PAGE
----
21 June 2021
Investing involves the risk that your capital goes down as well as up; you may get back less than you invested. The commentary below is not intended as a recommendation for you to personally buy or sell any of the investments mentioned nor to take any investment action whatsoever.
I wrote in April that the 'burgeoning problem is that the better the economy does, the more likely it is that support for the economy will be pared back.' Well, the economy has been rebounding well and on Wednesday we received the first major signal that support from the US Federal Reserve will indeed be pared back - and that's probably a big deal for markets around the world.
We still don't know exactly when the Fed will take action though the timeline is getting clearer: likely either later this year or early next year. The extent to which its support will be withdrawn remains a big question mark. But, despite not receiving any specifics from the meeting last week, the shift in messaging was unmistakably clear. Only a few months ago the Fed was 'not even thinking about thinking about' paring back its support; now it is actively talking about it.
With this shift in tone we now enter a somewhat more dangerous time for markets. Far, far less money will be given out in 2022 by the Fed than will have been given out in 2021 and 2020. Therefore, there will be less new money available to be used to buy stocks, property, crypto and all the other things that have gone up in price so much over the past 15 months. All else qual, stock prices should, at the very least, not go up as quickly as they have recently and may even decline as the market becomes accustomed to this new reality. As I wrote previously, I envision a significant decline later this year and I believe that's even more likely today then when I wrote it in April (a 'correction' of about 10-20% is my base case).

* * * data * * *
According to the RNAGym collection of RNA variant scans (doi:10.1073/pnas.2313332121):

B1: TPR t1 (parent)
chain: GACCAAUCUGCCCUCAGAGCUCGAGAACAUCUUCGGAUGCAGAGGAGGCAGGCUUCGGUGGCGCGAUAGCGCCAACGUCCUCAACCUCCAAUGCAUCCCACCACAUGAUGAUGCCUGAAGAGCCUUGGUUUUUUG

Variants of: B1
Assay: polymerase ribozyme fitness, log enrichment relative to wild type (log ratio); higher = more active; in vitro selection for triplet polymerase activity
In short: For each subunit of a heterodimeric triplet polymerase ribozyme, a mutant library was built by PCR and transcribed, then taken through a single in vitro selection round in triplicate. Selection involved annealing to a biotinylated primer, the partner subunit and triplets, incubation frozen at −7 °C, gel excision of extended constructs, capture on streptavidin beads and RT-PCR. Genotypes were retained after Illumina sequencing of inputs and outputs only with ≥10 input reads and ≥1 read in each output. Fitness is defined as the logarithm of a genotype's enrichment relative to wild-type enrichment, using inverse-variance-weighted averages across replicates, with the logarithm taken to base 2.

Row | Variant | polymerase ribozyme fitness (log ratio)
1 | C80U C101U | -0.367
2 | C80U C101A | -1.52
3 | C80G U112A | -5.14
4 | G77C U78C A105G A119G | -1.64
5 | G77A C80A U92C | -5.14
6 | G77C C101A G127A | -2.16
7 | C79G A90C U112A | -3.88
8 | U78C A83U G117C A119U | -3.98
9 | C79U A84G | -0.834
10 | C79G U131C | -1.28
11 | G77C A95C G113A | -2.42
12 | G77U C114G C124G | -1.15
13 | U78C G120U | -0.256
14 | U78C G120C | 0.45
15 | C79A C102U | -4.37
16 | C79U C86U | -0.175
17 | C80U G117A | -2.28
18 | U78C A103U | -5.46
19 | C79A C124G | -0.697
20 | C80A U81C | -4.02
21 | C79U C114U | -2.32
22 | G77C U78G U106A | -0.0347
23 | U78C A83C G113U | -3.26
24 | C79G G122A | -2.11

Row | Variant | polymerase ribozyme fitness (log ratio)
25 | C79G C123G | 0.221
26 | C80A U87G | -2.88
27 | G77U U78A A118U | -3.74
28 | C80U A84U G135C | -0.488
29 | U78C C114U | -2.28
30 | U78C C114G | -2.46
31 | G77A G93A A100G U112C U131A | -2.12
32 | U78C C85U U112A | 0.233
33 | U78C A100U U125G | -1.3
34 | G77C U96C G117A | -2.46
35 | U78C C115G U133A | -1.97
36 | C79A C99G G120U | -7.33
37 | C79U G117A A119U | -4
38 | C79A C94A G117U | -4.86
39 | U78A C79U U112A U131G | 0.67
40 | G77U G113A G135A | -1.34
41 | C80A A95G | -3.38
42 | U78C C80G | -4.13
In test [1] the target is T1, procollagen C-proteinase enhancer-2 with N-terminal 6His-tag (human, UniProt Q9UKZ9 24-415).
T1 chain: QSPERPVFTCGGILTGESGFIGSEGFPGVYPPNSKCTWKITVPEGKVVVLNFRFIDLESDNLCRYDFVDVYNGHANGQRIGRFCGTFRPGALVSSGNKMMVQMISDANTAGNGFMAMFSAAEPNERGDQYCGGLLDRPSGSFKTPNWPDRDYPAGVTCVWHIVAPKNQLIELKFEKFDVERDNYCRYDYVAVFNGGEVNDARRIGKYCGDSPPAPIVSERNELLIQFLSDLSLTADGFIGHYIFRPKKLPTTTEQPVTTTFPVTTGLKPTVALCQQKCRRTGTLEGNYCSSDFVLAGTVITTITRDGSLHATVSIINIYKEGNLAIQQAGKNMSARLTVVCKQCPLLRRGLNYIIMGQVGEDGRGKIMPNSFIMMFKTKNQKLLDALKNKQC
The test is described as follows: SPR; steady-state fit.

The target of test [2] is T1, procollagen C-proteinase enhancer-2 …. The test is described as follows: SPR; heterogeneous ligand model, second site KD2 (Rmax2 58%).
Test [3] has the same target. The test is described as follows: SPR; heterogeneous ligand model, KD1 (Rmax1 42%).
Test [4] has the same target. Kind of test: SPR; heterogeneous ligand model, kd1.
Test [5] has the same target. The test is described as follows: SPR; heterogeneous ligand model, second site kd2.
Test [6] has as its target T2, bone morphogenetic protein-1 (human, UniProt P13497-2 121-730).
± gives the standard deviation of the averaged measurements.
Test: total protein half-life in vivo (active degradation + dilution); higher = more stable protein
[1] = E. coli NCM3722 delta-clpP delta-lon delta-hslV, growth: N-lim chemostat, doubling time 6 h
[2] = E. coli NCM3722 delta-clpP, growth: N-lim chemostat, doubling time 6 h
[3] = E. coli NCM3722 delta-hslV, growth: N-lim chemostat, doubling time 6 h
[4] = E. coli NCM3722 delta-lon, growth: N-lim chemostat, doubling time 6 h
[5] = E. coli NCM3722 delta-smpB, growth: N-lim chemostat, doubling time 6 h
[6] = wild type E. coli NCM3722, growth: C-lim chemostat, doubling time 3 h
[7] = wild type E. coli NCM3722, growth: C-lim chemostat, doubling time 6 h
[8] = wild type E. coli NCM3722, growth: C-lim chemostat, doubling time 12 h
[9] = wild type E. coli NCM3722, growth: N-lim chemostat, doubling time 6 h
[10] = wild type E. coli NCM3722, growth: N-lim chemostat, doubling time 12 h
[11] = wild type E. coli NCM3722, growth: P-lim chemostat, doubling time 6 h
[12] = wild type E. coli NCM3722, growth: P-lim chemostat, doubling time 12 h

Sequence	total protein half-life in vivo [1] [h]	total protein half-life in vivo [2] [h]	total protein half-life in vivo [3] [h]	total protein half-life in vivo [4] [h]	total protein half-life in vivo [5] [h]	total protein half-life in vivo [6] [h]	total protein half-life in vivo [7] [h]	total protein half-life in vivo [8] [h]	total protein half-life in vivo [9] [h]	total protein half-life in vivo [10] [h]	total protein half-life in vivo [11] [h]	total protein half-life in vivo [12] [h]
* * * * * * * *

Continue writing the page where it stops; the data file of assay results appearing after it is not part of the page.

So what do we do? Sell a bunch of stocks and hunker down? Well, not quite. For one, there are still some reasons to be positive. It is the strong economic recovery from Covid that is allowing central banks like the Fed to now consider paring back their support. While much of this good news is almost certainly already reflected in near-record high stock prices, it is likely that we are in the early stages of multiple years of solid economic growth. That would be good for the stock market. In more technical parlance, while the value of stocks as measured by their price-to-earnings ratio may decline, their earnings may grow at a fast enough rate to ensure that stock prices nevertheless keep going up.
There is also a chance that the Fed will move much more slowly to pare back its support than I currently think or even to reverse last week's decision entirely; this may prove to be particularly true if a new Fed chair (likely Lael Brainard) is appointed in early 2022. A year from now I may be writing about a Fed that is once again looking for ways to hand out even more money - and propelling stock prices higher in the process.
So instead of retreating for the sidelines, we are ensuring that our clients are invested in line with their unique risk appetite so that they are prepared to weather the storm if it does indeed arrive. More specifically, the non-equity parts of our investment portfolios would, I believe, be resilient in the face of a significant stock market selloff (I believe that this is quite different than most of our peers; I am happy to go into this topic in more detail with anyone who is interested).
Whilst I think such a selloff is likely, I also think that it would be a healthy and natural process of long-term wealth protection and creation - though it probably won't feel like it at the time.
With my best wishes for the summer months,
Scott Tindle, CFA is the Founder & Director of Wealth Management at Tindle Wealth Management
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